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Chiropractor’s fight with Oak Lawn ends

Deetjen

Deetjen

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Updated: May 22, 2014 6:18AM



The last holdout in a major retail redevelopment project in Oak Lawn is moving to a new location, thanks to an agreement finally reached between him and the village after a year-long battle.

Chiropractor Rory Marrello, of Worth, the owner of Platinum Chiropractic, is moving temporarily from the doomed strip mall at 111th Street and Cicero Avenue, into the former Edgar Funeral Home building about a block north. His first day of business there will be Tuesday.

Marrello said he eventually plans to move to a Palos Heights site that he declined to identify until a lease is signed.

His move ends about a year of battling and bickering with the village, which has a high-profile redevelopment of the northwest corner of the intersection.

On Thursday, his last day in his old office, Marrello said he was glad to have the fight with village hall over.

“I’m happy this situation is done. I can move on,” he said.

A couple of hundred feet away, construction crews were busy working on what will become a Mariano’s supermarket. A Cooper’s Hawk restaurant is also coming to the corner.

Under the deal with the village, Oak Lawn is paying Marrello $95,000, and he will operate rent-free for 90 days in the Edgar building. The village also is paying up to $72,000 to renovate the Palos Heights office to accommodate his practice.

Marello’s rent in Palos Heights will be about $2,000 more per month because it is a larger space, and the $95,000 will help cover some of those increased costs, he said.

But there are still some hard feelings over the protracted effort to reach a settlement with the village.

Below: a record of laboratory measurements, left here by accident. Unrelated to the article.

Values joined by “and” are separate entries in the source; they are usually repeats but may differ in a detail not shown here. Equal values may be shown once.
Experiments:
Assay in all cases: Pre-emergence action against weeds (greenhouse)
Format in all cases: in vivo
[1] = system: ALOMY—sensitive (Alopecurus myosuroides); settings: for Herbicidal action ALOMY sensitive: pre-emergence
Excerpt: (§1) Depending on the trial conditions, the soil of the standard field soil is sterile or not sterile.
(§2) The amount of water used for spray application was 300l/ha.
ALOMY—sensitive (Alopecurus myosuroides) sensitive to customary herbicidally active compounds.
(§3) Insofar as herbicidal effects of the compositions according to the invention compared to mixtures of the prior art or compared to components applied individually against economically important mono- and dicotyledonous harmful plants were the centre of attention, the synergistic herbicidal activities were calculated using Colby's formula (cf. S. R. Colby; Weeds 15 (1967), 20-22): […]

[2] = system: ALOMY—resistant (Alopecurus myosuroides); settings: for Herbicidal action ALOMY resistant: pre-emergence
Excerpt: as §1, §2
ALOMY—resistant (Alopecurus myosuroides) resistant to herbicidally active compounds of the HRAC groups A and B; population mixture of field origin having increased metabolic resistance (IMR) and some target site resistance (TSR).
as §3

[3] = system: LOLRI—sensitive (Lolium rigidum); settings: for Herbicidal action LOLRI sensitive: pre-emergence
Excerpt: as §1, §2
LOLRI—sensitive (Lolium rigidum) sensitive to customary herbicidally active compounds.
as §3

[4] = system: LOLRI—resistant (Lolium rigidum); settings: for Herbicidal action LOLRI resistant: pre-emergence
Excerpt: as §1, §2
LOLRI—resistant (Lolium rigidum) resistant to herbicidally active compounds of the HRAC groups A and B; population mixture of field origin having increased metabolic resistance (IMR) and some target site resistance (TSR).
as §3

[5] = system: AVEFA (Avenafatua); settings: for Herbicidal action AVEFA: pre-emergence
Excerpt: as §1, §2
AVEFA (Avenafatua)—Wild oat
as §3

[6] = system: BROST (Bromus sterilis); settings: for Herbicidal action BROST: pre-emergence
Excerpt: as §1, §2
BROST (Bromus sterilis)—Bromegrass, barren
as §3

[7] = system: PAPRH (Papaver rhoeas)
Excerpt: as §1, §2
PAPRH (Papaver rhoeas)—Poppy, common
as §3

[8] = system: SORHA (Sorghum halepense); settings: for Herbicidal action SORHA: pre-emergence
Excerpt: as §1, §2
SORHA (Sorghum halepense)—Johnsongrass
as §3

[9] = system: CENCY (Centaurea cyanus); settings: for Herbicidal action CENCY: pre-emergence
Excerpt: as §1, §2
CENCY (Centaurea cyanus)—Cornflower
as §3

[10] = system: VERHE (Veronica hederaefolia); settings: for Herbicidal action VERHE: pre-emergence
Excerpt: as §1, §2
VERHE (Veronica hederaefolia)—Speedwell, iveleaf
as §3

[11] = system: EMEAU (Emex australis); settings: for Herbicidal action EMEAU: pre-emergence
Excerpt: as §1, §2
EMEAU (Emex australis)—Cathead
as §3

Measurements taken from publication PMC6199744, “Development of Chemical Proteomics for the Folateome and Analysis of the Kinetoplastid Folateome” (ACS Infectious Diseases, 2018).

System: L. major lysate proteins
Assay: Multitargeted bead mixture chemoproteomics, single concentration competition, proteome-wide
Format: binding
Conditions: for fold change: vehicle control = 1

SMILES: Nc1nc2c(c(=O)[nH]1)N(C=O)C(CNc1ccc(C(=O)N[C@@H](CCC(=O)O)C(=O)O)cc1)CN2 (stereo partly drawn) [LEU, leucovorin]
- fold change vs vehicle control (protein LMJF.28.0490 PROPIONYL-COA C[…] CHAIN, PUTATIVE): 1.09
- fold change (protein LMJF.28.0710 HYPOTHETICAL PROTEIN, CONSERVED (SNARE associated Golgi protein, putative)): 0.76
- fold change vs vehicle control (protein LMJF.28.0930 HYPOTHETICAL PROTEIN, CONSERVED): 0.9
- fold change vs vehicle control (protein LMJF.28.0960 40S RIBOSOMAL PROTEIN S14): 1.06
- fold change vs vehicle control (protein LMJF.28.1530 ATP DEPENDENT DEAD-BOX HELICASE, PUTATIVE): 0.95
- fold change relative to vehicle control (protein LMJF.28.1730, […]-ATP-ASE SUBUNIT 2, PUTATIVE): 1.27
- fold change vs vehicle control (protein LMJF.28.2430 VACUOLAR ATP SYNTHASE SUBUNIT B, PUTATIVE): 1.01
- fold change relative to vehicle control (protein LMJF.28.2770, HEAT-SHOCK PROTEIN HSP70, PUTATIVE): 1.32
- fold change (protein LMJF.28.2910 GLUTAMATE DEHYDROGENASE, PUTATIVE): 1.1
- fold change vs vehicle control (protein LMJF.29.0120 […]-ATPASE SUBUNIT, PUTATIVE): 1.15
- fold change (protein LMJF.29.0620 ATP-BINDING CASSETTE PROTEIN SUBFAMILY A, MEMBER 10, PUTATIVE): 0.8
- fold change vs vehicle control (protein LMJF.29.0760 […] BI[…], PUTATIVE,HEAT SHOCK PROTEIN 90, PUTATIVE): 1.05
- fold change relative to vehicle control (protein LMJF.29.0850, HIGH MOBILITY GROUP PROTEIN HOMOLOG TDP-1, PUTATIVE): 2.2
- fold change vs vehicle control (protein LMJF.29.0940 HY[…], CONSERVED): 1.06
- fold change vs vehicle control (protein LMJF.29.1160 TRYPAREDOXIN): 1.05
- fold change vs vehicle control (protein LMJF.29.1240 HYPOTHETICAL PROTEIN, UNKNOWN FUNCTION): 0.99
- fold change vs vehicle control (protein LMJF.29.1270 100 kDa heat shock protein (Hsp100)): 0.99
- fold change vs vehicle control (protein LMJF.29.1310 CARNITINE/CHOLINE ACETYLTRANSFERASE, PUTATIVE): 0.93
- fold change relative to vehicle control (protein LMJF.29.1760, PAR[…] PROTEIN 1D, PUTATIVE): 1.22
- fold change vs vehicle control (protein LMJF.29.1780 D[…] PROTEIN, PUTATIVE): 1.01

“I didn’t care for money being placed in escrow, which is for paying the contractor for the build out. I can’t touch it,” Marrello said. “Anything over that ($72,000) comes from my pocket. Anything under goes back to the village. I’m going to use all but one cent.”

Marrello also finds it ironic that village officials told him they “wanted me to stay in Oak Lawn.”

“I’m not staying because of the way I’ve been screwed around,” he said. “I haven’t had water (in my office) in three months. It’s ridiculous. I’m glad it’s going to be done with. I can move on at a better location. Everything’s going to work out for the better. It’s just too bad they couldn’t have done this a year ago instead of dragging it out.”

Marrello had asked for $450,000 as a relocation fee and to buy out his 13-year lease in Oak Lawn. Village manager Larry Deetjen called the request “outrageous.”

While some businesses that were on the northwest corner of the intersection have closed, some found new homes.

Nobody fared better than Nick Stamos, of Oak Lawn, the owner of Flap-Jack’s Restaurant. Because he owned his building, Stamos got a $2.1 million buyout from Oak Lawn in November.

He plans to open the new Flap-Jack’s in the former Top Notch restaurant at the northeast corner of 95th Street and Cicero Avenue.

And then there was Marrello, who dug in his heels and fought the village. He endured his water being shut off three months ago by bringing in water so the toilets could be used.

“Regarding water service, a break occurred in the line, and under the legal requirements of the lease, the tenant was responsible for fixing the break,” Deetjen wrote in an email. “The chiropractor was treated extremely fair by the village. We offered an alternative site that was in move-in condition with more flexibility in time than (the) Edgar (building), but he was not interested.”

Negotiations sometimes were heated and sometimes broke down. After he agreed to the buyout plan, Marrello said he was told by Deetjen that he had to be moved out by 5 p.m. on Good Friday.

“Finally, their attorney talked them into letting us have until Easter Sunday. Everything is finally straightened out,” he said.

Like Marrello, Deetjen seemed weary of the whole process.

“He had been informed in person of the need to relocate in March of 2013,” he wrote in the email. “The decision to remain and not leave was backed by an outrageous insistent demand. ... The village could not respond to such demands from a tenant as we had no difficulties with other tenants and prior landlords. Fortunately, he finally agreed to resolve the matter, and we certainly wish him the very best of success in future endeavors.”



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